Updating Magic Universe
The genetic code of wheat
Last night the UK’s Biotechnology and Biological Sciences Research Council made available online a draft of the largest genetic code of an organism ever tackled – the genome of wheat, which is five times larger than the human genome and more than 30 times larger than that of rice, revealed back in 2002. But well worth the effort, for a crop with virtues that have shaped human history since its domestication more than 10,000 years ago.
Chinese Spring wheat is the variety now read. Leading the work is the British team of Neil Hall and Anthony Hall at the University of Liverpool, Keith Edwards and Gary Barker at the University of Bristol. and Mike Bevan at the John Innes Centre. Most of the actual gene-reading was done with a “platform” developed in the USA by a subsidiary of Swiss company Roche.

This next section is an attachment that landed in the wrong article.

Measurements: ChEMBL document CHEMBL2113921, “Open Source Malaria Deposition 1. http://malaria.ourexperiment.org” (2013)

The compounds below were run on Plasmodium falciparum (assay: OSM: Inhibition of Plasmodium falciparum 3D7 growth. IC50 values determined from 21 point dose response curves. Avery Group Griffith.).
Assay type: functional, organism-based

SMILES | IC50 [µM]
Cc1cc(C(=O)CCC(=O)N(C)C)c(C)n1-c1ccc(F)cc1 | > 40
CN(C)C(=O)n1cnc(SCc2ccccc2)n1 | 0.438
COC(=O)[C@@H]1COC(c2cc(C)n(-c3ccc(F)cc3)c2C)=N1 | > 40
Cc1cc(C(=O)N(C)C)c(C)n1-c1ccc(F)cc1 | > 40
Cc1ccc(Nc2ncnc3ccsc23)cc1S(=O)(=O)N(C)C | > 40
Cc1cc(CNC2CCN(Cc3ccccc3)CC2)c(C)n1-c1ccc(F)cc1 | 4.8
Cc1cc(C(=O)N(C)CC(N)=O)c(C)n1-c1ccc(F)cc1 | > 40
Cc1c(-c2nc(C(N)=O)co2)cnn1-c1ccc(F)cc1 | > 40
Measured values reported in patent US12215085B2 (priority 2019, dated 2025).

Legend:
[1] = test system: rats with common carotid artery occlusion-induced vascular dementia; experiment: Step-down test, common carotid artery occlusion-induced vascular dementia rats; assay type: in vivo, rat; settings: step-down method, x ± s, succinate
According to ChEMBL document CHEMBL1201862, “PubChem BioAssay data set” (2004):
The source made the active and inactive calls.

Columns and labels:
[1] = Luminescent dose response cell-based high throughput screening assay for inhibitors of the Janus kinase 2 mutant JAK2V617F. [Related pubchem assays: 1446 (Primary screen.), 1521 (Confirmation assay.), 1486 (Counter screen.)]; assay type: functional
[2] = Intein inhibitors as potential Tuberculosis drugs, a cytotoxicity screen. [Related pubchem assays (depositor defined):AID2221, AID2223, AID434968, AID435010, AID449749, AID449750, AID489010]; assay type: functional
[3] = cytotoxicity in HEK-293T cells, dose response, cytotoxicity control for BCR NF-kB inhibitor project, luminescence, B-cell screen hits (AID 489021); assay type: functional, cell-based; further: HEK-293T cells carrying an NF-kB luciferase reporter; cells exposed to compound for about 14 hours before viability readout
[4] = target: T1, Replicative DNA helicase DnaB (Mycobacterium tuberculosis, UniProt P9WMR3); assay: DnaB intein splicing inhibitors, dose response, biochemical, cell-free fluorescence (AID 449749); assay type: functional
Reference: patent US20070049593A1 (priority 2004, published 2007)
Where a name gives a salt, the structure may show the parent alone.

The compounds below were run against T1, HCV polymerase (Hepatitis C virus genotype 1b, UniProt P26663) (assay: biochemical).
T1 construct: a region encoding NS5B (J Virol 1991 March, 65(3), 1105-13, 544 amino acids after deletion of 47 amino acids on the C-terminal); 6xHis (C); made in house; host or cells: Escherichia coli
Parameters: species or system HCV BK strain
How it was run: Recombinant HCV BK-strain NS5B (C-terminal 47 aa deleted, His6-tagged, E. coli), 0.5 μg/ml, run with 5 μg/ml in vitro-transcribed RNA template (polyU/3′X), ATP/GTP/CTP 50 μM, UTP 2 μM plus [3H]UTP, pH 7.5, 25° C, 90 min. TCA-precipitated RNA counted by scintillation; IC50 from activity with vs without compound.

The implications are big. Although the genome isn’t yet organised into its chromosomes, plant breeders now have access to 95 per cent of all wheat genes. That should shorten by some years the time required to develop viable new varieties of wheat that can thrive in marginal conditions – adapted for example to face drought, salty soil, or disease.
Here’s the most relevant extract from the story in Magic Universe called “Cereals: genetic boosts for the most cosseted inhabitants of the planet.”
A treasure house of genes
Reading the rice genome lit a beacon of hope for the poor and hungry. When the first drafts of indica and japonica rice became available in 2002, sixteen ‘future harvest centres’ around the world sprang into action to exploit the new knowledge. An immediate question was how useful the rice data would be, for breeders working with other cereals.